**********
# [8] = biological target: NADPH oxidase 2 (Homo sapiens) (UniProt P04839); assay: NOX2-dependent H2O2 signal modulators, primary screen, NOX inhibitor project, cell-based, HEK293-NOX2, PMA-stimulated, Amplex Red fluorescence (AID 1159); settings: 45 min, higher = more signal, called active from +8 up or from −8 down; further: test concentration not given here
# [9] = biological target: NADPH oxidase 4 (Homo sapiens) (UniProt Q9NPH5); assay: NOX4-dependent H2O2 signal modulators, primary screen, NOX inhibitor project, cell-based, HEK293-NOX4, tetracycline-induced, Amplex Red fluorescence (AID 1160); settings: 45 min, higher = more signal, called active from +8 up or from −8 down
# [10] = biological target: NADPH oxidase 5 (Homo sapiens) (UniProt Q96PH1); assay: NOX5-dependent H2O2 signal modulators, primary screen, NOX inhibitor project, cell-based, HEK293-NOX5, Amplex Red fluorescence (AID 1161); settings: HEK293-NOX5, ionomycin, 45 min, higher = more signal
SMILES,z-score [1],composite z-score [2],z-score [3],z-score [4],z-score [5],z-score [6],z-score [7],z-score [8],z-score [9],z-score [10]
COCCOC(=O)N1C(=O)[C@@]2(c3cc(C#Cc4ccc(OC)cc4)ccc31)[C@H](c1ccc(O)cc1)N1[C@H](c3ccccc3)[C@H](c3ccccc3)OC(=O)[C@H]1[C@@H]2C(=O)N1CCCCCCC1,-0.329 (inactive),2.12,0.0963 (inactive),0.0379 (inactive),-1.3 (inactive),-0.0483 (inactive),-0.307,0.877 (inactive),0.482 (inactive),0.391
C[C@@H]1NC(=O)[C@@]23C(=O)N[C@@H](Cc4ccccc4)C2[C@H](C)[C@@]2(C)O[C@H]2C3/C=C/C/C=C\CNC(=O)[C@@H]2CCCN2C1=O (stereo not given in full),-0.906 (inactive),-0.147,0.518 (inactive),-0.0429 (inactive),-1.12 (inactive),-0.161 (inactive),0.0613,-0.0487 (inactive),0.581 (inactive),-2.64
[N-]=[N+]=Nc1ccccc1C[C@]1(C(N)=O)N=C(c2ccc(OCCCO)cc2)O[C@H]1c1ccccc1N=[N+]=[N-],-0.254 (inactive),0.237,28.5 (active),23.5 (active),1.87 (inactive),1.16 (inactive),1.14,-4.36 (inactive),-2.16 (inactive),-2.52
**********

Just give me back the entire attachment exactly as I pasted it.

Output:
# [8] = biological target: NADPH oxidase 2 (Homo sapiens) (UniProt P04839); assay: NOX2-dependent H2O2 signal modulators, primary screen, NOX inhibitor project, cell-based, HEK293-NOX2, PMA-stimulated, Amplex Red fluorescence (AID 1159); settings: 45 min, higher = more signal, called active from +8 up or from −8 down; further: test concentration not given here
# [9] = biological target: NADPH oxidase 4 (Homo sapiens) (UniProt Q9NPH5); assay: NOX4-dependent H2O2 signal modulators, primary screen, NOX inhibitor project, cell-based, HEK293-NOX4, tetracycline-induced, Amplex Red fluorescence (AID 1160); settings: 45 min, higher = more signal, called active from +8 up or from −8 down
# [10] = biological target: NADPH oxidase 5 (Homo sapiens) (UniProt Q96PH1); assay: NOX5-dependent H2O2 signal modulators, primary screen, NOX inhibitor project, cell-based, HEK293-NOX5, Amplex Red fluorescence (AID 1161); settings: HEK293-NOX5, ionomycin, 45 min, higher = more signal
SMILES,z-score [1],composite z-score [2],z-score [3],z-score [4],z-score [5],z-score [6],z-score [7],z-score [8],z-score [9],z-score [10]
COCCOC(=O)N1C(=O)[C@@]2(c3cc(C#Cc4ccc(OC)cc4)ccc31)[C@H](c1ccc(O)cc1)N1[C@H](c3ccccc3)[C@H](c3ccccc3)OC(=O)[C@H]1[C@@H]2C(=O)N1CCCCCCC1,-0.329 (inactive),2.12,0.0963 (inactive),0.0379 (inactive),-1.3 (inactive),-0.0483 (inactive),-0.307,0.877 (inactive),0.482 (inactive),0.391
C[C@@H]1NC(=O)[C@@]23C(=O)N[C@@H](Cc4ccccc4)C2[C@H](C)[C@@]2(C)O[C@H]2C3/C=C/C/C=C\CNC(=O)[C@@H]2CCCN2C1=O (stereo not given in full),-0.906 (inactive),-0.147,0.518 (inactive),-0.0429 (inactive),-1.12 (inactive),-0.161 (inactive),0.0613,-0.0487 (inactive),0.581 (inactive),-2.64
[N-]=[N+]=Nc1ccccc1C[C@]1(C(N)=O)N=C(c2ccc(OCCCO)cc2)O[C@H]1c1ccccc1N=[N+]=[N-],-0.254 (inactive),0.237,28.5 (active),23.5 (active),1.87 (inactive),1.16 (inactive),1.14,-4.36 (inactive),-2.16 (inactive),-2.52